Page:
What is a short summary of David Copperfield?
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David Copperfield is a fictional biography, describing the title character’s life. David narrates the novel himself. Some of the information in the novel is autobiographical and relates to Charles Dickens’s own life. David had a difficult life from the beginning. His father died before he was born. When David’s mother remarries, his stepfather is abusive and sends him off to a boarding school overseen by a cruel and abusive headmaster. One positive outcome of the school is that David makes two close friends. David’s mother dies when he is twelve, and his stepfather sends him off to live with the Micawber family in London and work in his stepfather’s warehouse. David is unhappy working at the warehouse and runs away to his Aunt Betsy. His aunt sends him to live with the Wickfield family and attend a school in Canterbury. Although he loves Agnes Wickfield, David ends up falling in love with Dora Spenlow, the daughter of an attorney who tutors David. The Wickfields’ law clerk, Uriah Heep, is revealed by David’s friends to be stealing from Mr. Wickfield. The Micawbers end up moving to Australia, while David becomes a writer. When Dora dies, David marries Agnes Wickfield.
Born fatherless, David is raised by his young, beautiful and loving mother Clara, and their trusted servant Peggotty. David is removed from the household for two weeks, during which time he meets Peggoty’s kind hearted brother, a Yarmouth Fisherman, and the orphaned niece and nephew (Emily and Ham) whom he has brought up as his own. On his return he finds his mother married to a tyrant, with a cruel sister-in-law thrown in to the bargain. Sent away to a harsh boarding school he finds an ally in Tommy Traddles, a bumbling kind-hearted fellow, and a hero in the brilliant figure of James Steerforth.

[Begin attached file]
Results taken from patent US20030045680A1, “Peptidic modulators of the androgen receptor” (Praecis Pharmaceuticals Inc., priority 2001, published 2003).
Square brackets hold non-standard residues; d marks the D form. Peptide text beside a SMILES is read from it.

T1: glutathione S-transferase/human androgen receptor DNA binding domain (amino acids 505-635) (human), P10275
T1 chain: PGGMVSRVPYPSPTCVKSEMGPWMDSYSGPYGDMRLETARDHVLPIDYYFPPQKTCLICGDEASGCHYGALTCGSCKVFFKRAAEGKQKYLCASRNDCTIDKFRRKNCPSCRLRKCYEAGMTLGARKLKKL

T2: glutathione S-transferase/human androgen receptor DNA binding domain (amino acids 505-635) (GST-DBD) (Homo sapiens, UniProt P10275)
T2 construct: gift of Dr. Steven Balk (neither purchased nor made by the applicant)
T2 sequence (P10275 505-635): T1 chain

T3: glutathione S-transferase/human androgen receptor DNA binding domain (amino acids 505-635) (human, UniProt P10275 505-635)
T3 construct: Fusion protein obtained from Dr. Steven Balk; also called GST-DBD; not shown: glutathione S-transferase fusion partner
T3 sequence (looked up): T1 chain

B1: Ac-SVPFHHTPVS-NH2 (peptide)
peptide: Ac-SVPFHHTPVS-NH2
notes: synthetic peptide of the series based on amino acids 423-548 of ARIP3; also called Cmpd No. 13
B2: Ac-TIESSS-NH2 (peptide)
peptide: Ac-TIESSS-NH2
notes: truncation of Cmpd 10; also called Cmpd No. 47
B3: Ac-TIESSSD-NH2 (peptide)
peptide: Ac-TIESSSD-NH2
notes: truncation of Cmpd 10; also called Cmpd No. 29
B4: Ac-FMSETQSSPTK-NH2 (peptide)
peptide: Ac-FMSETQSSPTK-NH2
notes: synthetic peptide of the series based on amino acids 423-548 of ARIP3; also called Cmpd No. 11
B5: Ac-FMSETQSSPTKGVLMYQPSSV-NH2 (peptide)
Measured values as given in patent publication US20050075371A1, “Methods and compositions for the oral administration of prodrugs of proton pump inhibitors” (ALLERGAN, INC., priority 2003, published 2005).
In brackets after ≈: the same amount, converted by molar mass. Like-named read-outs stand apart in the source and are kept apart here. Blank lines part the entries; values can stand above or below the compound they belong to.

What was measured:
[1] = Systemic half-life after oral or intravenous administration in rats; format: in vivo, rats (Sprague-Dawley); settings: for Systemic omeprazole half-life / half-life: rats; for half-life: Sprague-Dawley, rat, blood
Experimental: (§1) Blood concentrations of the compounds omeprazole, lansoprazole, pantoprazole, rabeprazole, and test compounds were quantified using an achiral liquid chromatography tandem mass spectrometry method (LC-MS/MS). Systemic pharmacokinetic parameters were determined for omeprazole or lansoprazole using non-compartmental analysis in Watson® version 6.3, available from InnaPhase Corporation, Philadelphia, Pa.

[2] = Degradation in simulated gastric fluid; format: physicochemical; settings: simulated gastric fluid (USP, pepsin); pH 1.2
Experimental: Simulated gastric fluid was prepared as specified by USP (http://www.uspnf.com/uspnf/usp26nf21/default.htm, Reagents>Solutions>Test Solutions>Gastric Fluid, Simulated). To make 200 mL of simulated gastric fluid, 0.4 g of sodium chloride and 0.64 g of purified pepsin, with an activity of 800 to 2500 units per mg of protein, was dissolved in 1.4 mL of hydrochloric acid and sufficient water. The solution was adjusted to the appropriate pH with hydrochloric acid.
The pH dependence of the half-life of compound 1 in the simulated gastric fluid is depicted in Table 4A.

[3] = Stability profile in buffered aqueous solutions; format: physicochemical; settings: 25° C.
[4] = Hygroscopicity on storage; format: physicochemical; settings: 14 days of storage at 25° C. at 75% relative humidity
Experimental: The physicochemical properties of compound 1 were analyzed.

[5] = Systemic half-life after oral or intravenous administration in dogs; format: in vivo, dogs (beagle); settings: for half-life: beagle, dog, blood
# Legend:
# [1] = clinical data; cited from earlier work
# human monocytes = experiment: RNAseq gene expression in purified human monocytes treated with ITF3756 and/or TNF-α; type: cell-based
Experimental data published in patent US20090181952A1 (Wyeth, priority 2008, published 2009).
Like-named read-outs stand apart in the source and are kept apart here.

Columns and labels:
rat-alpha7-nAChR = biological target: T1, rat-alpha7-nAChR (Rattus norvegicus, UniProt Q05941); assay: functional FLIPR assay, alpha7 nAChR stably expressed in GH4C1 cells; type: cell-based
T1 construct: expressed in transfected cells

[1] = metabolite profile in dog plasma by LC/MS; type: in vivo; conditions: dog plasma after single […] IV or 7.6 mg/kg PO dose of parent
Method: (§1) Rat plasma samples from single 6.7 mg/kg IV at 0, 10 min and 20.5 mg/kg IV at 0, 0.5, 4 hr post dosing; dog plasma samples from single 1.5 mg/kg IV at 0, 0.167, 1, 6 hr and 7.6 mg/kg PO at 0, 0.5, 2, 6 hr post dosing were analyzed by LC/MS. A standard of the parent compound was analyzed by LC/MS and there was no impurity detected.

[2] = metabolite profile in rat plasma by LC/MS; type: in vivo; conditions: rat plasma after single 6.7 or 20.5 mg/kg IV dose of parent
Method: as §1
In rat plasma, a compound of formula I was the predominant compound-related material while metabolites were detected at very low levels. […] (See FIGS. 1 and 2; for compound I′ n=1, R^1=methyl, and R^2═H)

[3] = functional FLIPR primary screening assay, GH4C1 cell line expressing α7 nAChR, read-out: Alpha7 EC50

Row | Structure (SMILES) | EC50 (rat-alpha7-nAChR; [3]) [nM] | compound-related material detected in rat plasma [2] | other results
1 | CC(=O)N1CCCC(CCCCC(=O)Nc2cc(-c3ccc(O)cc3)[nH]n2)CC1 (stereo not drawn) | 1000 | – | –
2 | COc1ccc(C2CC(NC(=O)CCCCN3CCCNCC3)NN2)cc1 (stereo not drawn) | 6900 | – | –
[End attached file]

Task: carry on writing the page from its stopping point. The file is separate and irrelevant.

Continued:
Following his mother’s death and Peggoty’s dismissal, David is cast out of his own home to become a child factory worker in London, where he resides with the impecunious Mr. Wilkins Micawber and his family. Despairing of his existence as a child labourer, he runs away to his only known living relative Aunt Betsey, who assumes the parental role neglected by his legal guardian.
David is schooled in nearby Canterbury, where he is housed by his aunt’s trusted man of business, Mr. Wickfield. Here David meets Mr. Wickfield’s oily employee, Uriah Heep, and his beautiful daughter Agnes, for whom he develops a great affection. After completing his schooling, David begins legal training under the auspices of Mr. Spenlow, whose daughter Dora he falls for. The father disapproves of their betrothal, but his unexpected death enables them to marry.
Meanwhile David is much distressed to hear that Emily, engaged to Ham, has run off with Steerforth, and that Mr. Peggotty has abandoned his home and job to go in pursuit of his disgraced niece. David embarks on a career as a writer in order to improve his financial situation, but following initial happiness with Dora, finds his childish wife to be an inappropriate match. Weakened by a miscarriage, she dies.
Uriah Heep is exposed as a cheat and a liar and Mr. Wickfield is released from his former employee’s invidious grasp. Mr. Micawber finds financial stability in his work as an Antipodean magistrate. A repentant Emily is found by her uncle, who determines to take her to Australia where they can begin afresh. Ham attempts to rescue Steerforth during a storm but they both perish. David moves to Europe, where it dawns on him that his heart belongs to Agnes. He returns to England to continue his work as a famous author and enter into blissful communion with his new wife.
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